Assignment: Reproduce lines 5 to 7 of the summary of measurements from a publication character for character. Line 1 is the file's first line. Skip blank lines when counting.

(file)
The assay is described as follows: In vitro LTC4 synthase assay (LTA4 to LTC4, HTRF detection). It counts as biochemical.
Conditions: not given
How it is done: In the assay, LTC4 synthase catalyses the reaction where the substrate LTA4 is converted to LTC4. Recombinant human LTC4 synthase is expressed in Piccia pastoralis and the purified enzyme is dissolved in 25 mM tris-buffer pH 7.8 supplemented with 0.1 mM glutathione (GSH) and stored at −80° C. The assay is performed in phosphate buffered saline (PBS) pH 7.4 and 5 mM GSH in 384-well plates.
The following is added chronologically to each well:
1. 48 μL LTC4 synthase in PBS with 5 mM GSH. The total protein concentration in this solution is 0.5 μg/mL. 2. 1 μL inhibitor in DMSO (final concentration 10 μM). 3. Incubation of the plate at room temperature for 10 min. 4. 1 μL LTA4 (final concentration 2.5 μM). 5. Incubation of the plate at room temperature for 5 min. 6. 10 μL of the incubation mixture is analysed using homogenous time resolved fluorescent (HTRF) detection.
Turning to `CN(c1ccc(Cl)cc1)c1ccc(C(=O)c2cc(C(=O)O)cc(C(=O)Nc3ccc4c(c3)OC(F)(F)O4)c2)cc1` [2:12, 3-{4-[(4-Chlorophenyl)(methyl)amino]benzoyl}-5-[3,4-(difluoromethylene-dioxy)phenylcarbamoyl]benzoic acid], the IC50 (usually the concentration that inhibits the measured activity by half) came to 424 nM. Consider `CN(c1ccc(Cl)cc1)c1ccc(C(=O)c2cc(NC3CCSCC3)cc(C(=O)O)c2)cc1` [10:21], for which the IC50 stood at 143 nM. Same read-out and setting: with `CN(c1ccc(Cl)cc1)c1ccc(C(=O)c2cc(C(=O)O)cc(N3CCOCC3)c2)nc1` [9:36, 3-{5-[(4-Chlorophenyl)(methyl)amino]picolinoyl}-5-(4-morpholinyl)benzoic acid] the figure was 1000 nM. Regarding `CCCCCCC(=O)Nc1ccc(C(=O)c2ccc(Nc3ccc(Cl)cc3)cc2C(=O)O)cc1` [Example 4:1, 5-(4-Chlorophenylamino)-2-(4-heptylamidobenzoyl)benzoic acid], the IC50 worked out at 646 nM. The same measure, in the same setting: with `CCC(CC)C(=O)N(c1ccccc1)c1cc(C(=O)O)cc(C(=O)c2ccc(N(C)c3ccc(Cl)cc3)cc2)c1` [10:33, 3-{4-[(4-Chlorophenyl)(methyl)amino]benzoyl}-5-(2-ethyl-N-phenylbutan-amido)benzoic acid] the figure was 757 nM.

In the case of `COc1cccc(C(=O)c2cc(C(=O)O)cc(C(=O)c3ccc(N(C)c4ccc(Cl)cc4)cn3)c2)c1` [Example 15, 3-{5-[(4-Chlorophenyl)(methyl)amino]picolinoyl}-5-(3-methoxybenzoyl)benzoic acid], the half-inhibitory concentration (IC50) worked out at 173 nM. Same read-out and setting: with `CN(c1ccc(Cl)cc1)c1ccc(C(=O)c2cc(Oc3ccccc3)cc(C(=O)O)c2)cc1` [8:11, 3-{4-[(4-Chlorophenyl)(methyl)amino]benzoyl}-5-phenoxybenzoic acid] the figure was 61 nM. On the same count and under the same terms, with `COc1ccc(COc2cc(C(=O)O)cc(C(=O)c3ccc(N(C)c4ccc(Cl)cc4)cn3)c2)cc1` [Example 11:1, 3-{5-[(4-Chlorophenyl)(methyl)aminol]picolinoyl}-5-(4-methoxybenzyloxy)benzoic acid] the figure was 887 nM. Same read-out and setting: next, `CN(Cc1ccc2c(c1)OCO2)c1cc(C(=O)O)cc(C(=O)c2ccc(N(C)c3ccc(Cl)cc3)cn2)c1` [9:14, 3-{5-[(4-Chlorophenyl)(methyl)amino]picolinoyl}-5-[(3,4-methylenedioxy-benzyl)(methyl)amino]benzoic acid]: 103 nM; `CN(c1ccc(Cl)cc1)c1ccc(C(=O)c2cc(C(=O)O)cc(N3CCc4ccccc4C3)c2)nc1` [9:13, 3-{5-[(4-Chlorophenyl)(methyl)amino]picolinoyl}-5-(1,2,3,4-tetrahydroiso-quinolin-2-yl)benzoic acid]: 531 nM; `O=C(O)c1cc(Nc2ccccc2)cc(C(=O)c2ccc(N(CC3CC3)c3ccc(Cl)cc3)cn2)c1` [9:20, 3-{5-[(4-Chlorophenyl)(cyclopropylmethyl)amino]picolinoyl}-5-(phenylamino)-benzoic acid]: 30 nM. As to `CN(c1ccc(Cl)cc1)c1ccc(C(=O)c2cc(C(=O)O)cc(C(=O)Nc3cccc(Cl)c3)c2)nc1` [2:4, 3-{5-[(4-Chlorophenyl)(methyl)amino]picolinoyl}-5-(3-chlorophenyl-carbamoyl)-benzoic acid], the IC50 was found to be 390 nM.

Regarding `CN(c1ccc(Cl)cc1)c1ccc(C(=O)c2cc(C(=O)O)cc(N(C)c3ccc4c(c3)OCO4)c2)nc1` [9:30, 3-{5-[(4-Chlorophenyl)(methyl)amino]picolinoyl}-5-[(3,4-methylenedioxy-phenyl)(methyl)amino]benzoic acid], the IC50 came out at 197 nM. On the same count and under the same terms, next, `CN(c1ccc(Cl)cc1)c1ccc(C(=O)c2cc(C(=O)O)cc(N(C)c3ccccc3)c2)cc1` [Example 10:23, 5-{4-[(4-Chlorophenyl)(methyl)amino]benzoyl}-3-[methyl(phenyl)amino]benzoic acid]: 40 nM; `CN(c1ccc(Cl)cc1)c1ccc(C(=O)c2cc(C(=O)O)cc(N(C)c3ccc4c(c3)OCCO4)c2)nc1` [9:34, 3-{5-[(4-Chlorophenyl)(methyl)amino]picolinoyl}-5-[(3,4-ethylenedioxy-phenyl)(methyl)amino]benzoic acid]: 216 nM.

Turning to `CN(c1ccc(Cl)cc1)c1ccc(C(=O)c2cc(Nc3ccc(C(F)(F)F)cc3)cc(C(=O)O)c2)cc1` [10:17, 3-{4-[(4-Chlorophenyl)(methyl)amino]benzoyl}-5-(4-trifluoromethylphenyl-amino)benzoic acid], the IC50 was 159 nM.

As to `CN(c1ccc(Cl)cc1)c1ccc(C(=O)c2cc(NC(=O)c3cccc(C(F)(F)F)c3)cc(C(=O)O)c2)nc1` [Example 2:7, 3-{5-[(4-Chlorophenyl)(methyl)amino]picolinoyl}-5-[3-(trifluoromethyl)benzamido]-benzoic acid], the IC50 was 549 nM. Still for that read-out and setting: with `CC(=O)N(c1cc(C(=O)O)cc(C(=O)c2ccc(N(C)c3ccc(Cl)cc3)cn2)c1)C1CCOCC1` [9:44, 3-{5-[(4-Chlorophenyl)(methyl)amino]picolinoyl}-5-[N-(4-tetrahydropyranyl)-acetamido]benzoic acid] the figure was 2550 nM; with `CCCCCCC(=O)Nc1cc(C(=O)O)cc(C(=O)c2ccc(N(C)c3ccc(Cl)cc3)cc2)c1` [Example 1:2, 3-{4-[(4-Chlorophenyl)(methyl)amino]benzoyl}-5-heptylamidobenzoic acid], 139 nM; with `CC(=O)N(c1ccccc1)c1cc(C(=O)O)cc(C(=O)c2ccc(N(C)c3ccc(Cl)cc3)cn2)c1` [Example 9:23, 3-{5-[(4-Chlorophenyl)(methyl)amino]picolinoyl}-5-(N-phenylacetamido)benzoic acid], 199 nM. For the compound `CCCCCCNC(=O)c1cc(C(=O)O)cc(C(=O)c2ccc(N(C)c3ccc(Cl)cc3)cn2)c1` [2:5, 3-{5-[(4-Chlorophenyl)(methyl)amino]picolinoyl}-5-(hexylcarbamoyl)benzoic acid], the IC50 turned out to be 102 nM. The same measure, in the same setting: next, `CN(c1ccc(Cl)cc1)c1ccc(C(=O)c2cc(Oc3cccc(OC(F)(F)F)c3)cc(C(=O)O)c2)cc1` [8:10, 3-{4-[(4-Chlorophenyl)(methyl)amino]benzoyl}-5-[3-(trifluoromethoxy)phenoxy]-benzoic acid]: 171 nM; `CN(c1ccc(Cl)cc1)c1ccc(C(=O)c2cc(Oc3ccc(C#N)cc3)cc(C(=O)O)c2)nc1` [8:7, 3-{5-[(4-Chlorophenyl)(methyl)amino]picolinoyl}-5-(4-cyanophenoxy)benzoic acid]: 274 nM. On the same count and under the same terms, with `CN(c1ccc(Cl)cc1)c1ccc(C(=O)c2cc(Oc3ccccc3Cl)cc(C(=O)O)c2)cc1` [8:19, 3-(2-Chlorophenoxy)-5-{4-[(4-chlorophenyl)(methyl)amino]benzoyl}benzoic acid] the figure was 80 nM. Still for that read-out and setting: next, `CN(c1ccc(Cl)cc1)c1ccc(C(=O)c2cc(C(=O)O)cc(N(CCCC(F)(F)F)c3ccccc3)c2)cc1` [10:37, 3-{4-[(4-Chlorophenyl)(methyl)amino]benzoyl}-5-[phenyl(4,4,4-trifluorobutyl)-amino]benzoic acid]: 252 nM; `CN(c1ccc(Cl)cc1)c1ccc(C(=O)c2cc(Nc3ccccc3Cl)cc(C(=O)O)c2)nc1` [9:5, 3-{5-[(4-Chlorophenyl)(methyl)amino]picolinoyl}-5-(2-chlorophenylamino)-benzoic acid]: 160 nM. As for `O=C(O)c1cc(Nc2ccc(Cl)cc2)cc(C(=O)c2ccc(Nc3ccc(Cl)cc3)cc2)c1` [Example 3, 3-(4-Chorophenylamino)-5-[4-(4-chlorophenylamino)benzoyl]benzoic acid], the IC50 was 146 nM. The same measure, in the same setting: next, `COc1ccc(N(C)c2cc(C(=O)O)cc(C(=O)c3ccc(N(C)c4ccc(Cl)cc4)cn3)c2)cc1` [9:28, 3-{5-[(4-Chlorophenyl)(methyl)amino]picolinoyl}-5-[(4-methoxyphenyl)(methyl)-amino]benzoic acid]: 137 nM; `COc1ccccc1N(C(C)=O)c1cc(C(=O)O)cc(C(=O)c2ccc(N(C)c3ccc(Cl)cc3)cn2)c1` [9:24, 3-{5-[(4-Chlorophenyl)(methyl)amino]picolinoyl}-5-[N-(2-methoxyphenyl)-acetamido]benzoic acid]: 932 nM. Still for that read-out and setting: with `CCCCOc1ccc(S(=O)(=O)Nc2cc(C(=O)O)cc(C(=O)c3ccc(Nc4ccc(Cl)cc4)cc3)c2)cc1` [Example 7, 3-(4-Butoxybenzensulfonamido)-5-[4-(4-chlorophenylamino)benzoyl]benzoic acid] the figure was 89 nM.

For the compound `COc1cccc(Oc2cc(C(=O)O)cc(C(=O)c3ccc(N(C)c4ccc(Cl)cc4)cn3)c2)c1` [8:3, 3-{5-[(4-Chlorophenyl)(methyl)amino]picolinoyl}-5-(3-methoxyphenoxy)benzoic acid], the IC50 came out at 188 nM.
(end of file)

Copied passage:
1. 48 μL LTC4 synthase in PBS with 5 mM GSH. The total protein concentration in this solution is 0.5 μg/mL. 2. 1 μL inhibitor in DMSO (final concentration 10 μM). 3. Incubation of the plate at room temperature for 10 min. 4. 1 μL LTA4 (final concentration 2.5 μM). 5. Incubation of the plate at room temperature for 5 min. 6. 10 μL of the incubation mixture is analysed using homogenous time resolved fluorescent (HTRF) detection.
Turning to `CN(c1ccc(Cl)cc1)c1ccc(C(=O)c2cc(C(=O)O)cc(C(=O)Nc3ccc4c(c3)OC(F)(F)O4)c2)cc1` [2:12, 3-{4-[(4-Chlorophenyl)(methyl)amino]benzoyl}-5-[3,4-(difluoromethylene-dioxy)phenylcarbamoyl]benzoic acid], the IC50 (usually the concentration that inhibits the measured activity by half) came to 424 nM. Consider `CN(c1ccc(Cl)cc1)c1ccc(C(=O)c2cc(NC3CCSCC3)cc(C(=O)O)c2)cc1` [10:21], for which the IC50 stood at 143 nM. Same read-out and setting: with `CN(c1ccc(Cl)cc1)c1ccc(C(=O)c2cc(C(=O)O)cc(N3CCOCC3)c2)nc1` [9:36, 3-{5-[(4-Chlorophenyl)(methyl)amino]picolinoyl}-5-(4-morpholinyl)benzoic acid] the figure was 1000 nM. Regarding `CCCCCCC(=O)Nc1ccc(C(=O)c2ccc(Nc3ccc(Cl)cc3)cc2C(=O)O)cc1` [Example 4:1, 5-(4-Chlorophenylamino)-2-(4-heptylamidobenzoyl)benzoic acid], the IC50 worked out at 646 nM. The same measure, in the same setting: with `CCC(CC)C(=O)N(c1ccccc1)c1cc(C(=O)O)cc(C(=O)c2ccc(N(C)c3ccc(Cl)cc3)cc2)c1` [10:33, 3-{4-[(4-Chlorophenyl)(methyl)amino]benzoyl}-5-(2-ethyl-N-phenylbutan-amido)benzoic acid] the figure was 757 nM.

In the case of `COc1cccc(C(=O)c2cc(C(=O)O)cc(C(=O)c3ccc(N(C)c4ccc(Cl)cc4)cn3)c2)c1` [Example 15, 3-{5-[(4-Chlorophenyl)(methyl)amino]picolinoyl}-5-(3-methoxybenzoyl)benzoic acid], the half-inhibitory concentration (IC50) worked out at 173 nM. Same read-out and setting: with `CN(c1ccc(Cl)cc1)c1ccc(C(=O)c2cc(Oc3ccccc3)cc(C(=O)O)c2)cc1` [8:11, 3-{4-[(4-Chlorophenyl)(methyl)amino]benzoyl}-5-phenoxybenzoic acid] the figure was 61 nM. On the same count and under the same terms, with `COc1ccc(COc2cc(C(=O)O)cc(C(=O)c3ccc(N(C)c4ccc(Cl)cc4)cn3)c2)cc1` [Example 11:1, 3-{5-[(4-Chlorophenyl)(methyl)aminol]picolinoyl}-5-(4-methoxybenzyloxy)benzoic acid] the figure was 887 nM. Same read-out and setting: next, `CN(Cc1ccc2c(c1)OCO2)c1cc(C(=O)O)cc(C(=O)c2ccc(N(C)c3ccc(Cl)cc3)cn2)c1` [9:14, 3-{5-[(4-Chlorophenyl)(methyl)amino]picolinoyl}-5-[(3,4-methylenedioxy-benzyl)(methyl)amino]benzoic acid]: 103 nM; `CN(c1ccc(Cl)cc1)c1ccc(C(=O)c2cc(C(=O)O)cc(N3CCc4ccccc4C3)c2)nc1` [9:13, 3-{5-[(4-Chlorophenyl)(methyl)amino]picolinoyl}-5-(1,2,3,4-tetrahydroiso-quinolin-2-yl)benzoic acid]: 531 nM; `O=C(O)c1cc(Nc2ccccc2)cc(C(=O)c2ccc(N(CC3CC3)c3ccc(Cl)cc3)cn2)c1` [9:20, 3-{5-[(4-Chlorophenyl)(cyclopropylmethyl)amino]picolinoyl}-5-(phenylamino)-benzoic acid]: 30 nM. As to `CN(c1ccc(Cl)cc1)c1ccc(C(=O)c2cc(C(=O)O)cc(C(=O)Nc3cccc(Cl)c3)c2)nc1` [2:4, 3-{5-[(4-Chlorophenyl)(methyl)amino]picolinoyl}-5-(3-chlorophenyl-carbamoyl)-benzoic acid], the IC50 was found to be 390 nM.